Within this, there are also some subtle points that seem more political than practical. For example, the phrase "publicly available online sources" is used multiple times without detailing what they mean by the public. Given the level of detail in the rest of the paper, this very well could mean that Meta is continuing the race to get all available internet data before places like Reddit and Twitter are fully locked down. I suspect coverage in the following days, from both myself and many other organizations, continues to dig into this data phrasing and the general project philosophy.
(Meta also tried to make it exceedingly clear that they do not use user data, avoiding the Bard blunder.)
The model is very similar to the original LLaMA in architecture and all that, most of the changes are to data and training processes (which will be most of the post) other than increased context length and grouped-query attention (GQA). The context length is a usability requirement for the chat use case and the latter improves inference speed.
Our training corpus includes a new mix of data from publicly available sources, which does not include data from Meta’s products or services. We made an effort to remove data from certain sites known to contain a high volume of personal information about private individuals. We trained on 2 trillion tokens of data as this provides a good performance–cost trade-off, up-sampling the most factual sources in an effort to increase knowledge and dampen hallucinations.
The first of many wishes is that they detailed which datasets contain a high volume of personal information! That would be key, but is also merged with their general notion of "public online data." Re-sampling more factual data is also extremely interesting, but omitted.
Most of the paper is on evaluation and fine-tuning, rather than the dark magic of creating a great base model. This likely strengthens Meta's position as the leader in open-source large language models (LLMs).
From here, the paper dives into a lot of topics following the general RLHF process. They work to train a reward model on preference data and then optimize it with RL to improve the quality of generation. If you're unfamiliar, see the figure below:
A big takeaway from this paper is that Meta publicly agrees with rumors I've heard from Anthropic and OpenAI friends: the reward model is the key of RLHF, which is also key to models. In order to get a good reward model, Meta had to push hard on gathering preference data extremely upgraded from what the open-source community is working with.
In summary, Meta continued with the proven formula in the literature but scaled it up:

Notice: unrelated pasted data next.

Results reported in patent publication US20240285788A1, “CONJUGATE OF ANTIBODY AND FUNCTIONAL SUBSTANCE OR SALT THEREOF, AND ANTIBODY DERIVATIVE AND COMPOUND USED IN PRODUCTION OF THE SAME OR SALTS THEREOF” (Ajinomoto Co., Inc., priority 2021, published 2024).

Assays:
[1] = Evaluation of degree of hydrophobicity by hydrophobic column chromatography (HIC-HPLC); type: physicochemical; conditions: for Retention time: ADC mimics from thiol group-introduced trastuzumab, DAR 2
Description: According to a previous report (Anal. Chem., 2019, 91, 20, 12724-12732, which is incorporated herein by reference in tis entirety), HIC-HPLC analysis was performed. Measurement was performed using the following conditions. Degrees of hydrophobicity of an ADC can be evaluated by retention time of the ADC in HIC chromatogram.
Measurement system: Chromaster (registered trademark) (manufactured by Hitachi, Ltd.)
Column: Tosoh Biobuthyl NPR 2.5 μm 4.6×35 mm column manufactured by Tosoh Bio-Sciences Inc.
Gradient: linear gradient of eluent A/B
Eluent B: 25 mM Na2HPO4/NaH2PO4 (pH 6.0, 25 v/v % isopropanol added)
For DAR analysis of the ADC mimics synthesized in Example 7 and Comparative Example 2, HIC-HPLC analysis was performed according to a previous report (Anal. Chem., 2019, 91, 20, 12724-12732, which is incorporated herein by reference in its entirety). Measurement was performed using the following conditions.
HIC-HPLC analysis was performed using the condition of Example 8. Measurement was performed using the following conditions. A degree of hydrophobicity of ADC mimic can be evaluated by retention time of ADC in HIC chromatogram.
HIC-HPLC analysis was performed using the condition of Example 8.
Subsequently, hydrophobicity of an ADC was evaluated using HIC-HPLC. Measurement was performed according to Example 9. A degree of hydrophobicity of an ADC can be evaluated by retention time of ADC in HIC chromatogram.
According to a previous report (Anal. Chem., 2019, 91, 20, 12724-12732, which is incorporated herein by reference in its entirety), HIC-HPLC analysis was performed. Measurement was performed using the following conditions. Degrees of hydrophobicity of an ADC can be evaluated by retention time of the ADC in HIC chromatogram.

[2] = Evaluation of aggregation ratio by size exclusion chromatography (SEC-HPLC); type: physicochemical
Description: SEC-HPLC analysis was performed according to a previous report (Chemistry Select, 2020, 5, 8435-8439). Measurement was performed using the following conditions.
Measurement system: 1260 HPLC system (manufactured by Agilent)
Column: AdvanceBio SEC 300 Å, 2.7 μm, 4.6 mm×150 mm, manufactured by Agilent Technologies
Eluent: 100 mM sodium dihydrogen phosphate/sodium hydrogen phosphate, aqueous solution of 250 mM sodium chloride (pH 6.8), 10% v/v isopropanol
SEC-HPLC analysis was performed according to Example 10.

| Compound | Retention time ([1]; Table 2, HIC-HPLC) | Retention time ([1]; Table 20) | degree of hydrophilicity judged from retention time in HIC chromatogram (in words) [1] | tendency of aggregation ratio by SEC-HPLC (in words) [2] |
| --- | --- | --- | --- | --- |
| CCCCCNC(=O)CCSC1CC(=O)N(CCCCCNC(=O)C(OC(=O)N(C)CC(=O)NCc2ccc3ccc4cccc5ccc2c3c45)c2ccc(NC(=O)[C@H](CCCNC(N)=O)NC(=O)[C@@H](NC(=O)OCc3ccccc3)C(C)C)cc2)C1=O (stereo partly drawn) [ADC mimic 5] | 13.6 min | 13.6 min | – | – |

Collected binary comparisons instead of other fancier types of feedback, similar to Likert scales of 1-8, but qualitative "significantly better, better, slightly better, or negligibly better/ unsure."
Use multi-turn preferences, where model responses are taken from different model checkpoints with varying temperatures to generate diversity between pairs. Varying the completions used in this manner makes the preference data far more diverse and gives legs to some of the iterative RLHF they deploy later.
Focus collection on helpfulness and safety (as opposed to honesty), using separate guidelines at data collection time for each data vendor (e.g. safety is often a much more deceptive prompting style). This is most contrasted to Anthropic's works, where they train a model that is Helpful, Honest, and Harmless.
The team added additional safety metadata to the collection showcasing which responses are safe from the models at each turn. When this is passed to the modeling phase, they "do not include any examples where the chosen response was unsafe and the other response safe, as we believe safer responses will also be better/preferred by humans."
They do not detail additional metadata being logged, but it likely is in order to identify potential bugs and data issues. Other things to tag could be confusing prompts, requiring tools to solve, etc.
Deployed iterative collection for distribution management: "Human annotations were collected in batches on a weekly basis. As we collected more preference data, our reward models improved, and we were able to train progressively better versions for Llama 2-Chat"
The scale is insane (likely costing
$20million $8million+ on data alone, if assuming roughly market rate from vendors), with way more turns than are often available. Note, they don't compare to or use the open assistant data, which could be used as preference data too. Below is a figure summarizing the data at this step.
This part of the paper felt like setting the stage for bigger things, it was all fairly expected. Meta does have deep pockets, after all.
The section on reward modeling primarily can be summarized by two important details:
The two reward models are trained to separate the goals of helpful and safe.
The iterative deployments and scaling laws of how much preference data is used/needed.
To start, the paper says that they "train two separate reward models, one optimized for helpfulness (referred to as Helpfulness RM) and another for safety (Safety RM)." These are both built on the base language model, with a linear regression layer replacing the normal language model head. They do not indicate which of the pretrained model checkpoints the model is from in terms of size, but rather that they always use the most recent chat model to minimize distribution mismatch in RLHF training.